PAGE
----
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ASERT has compiled resources for those with autism and those who care for people with autism relating to the current COVID-19 outbreak.

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Tall Tales

By Sarah Matincheck

When most people think of autism, they tend to think of people who are greatly gifted in music, languages, or math….. I believe this is because what many people think they know about living with autism, they learned by watching fictional television shows and movies – I’m a fan of several of them – ‘The Good Doctor’ is pretty good.  

 

Every year, I think that autistic character portrayal gets a little better, but the truth is that many people with autism are just your average joes. We don’t all have special talents (well, not more special than anyone else’s talents). Television and movies tend to showcase autistic people as having one of a kind mysterious talent that no one else may have. That’s just not as common as you might think. 

 

Many times, when a person with autism can play a musical instrument like a professional, it’s due to dedication and taking a lot of time to practice. And that goes for everyone else who has a talent for something that would make them stand out among others with the same talent. It would be due to the passion they have for their talent.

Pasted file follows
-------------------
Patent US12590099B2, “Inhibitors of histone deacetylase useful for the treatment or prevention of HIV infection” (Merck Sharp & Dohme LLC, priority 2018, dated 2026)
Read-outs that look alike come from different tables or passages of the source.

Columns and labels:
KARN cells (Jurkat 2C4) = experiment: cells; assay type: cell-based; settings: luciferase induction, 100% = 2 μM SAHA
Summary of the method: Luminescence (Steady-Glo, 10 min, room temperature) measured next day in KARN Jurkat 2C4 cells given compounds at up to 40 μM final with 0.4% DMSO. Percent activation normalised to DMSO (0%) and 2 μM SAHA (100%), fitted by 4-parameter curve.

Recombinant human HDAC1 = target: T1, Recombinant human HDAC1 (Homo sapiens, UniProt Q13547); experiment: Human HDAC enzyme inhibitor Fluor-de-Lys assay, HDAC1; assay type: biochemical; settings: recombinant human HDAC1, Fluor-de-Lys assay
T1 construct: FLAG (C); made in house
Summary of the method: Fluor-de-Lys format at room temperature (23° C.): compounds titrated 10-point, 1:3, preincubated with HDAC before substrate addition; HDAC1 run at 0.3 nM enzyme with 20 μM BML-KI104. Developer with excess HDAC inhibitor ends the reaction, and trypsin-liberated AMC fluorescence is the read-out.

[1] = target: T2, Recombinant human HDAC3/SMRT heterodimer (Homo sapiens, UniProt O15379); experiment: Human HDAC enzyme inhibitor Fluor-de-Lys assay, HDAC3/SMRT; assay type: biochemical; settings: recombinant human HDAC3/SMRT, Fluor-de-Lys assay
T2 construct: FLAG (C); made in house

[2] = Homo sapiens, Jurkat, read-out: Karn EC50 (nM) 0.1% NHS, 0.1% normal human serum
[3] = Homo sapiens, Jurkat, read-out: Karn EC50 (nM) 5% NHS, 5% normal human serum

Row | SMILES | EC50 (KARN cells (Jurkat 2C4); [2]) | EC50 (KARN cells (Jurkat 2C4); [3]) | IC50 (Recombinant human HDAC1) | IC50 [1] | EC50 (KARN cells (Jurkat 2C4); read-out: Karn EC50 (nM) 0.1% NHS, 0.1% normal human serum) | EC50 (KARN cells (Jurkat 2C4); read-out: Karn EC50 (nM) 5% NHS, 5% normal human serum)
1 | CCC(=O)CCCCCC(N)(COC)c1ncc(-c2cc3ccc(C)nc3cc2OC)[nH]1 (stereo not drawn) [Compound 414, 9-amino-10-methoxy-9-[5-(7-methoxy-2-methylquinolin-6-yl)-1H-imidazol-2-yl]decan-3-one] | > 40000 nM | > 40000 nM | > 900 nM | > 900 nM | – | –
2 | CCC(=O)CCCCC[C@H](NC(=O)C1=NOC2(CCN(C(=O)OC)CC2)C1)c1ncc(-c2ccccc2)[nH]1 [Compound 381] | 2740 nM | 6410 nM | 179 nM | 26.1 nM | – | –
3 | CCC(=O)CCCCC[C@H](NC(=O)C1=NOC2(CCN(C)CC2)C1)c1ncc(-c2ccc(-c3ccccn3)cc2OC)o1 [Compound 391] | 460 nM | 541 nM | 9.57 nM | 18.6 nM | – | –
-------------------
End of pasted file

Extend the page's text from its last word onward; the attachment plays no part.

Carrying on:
A few years ago, in high school, I was reading a script in English class on Romeo and Juliet for a reading assignment. I read the traditional line (Shakespeare’s words) while another student read the same line in modern-day language.  The teacher explained to us the traditional writing was written with passionate love and truly devoted to the characters. The modern version was the same message, but I felt that the passion in the subtext was toned down. 

 

What I found most interesting was that both scripts were telling the exact same story, both in the English language, but with a different style. And that’s how life is with normal people versus autistic people! We can play the same song, we can speak the same language, we can read the same book, but we do it with our own unique style.

 

Autism awareness month is in April. To me, this means that those with autism should be proud and true to themselves in their own way. I plan to watch my favorite movie “Titanic” because it’s been one of my interests since I was in the fourth grade. 

 

What do you plan to do during autism awareness month? Whatever you plan to do, stay true to who you are, and don’t let anyone fold you into a stereotype.

 

Thanks for reading!

Sarah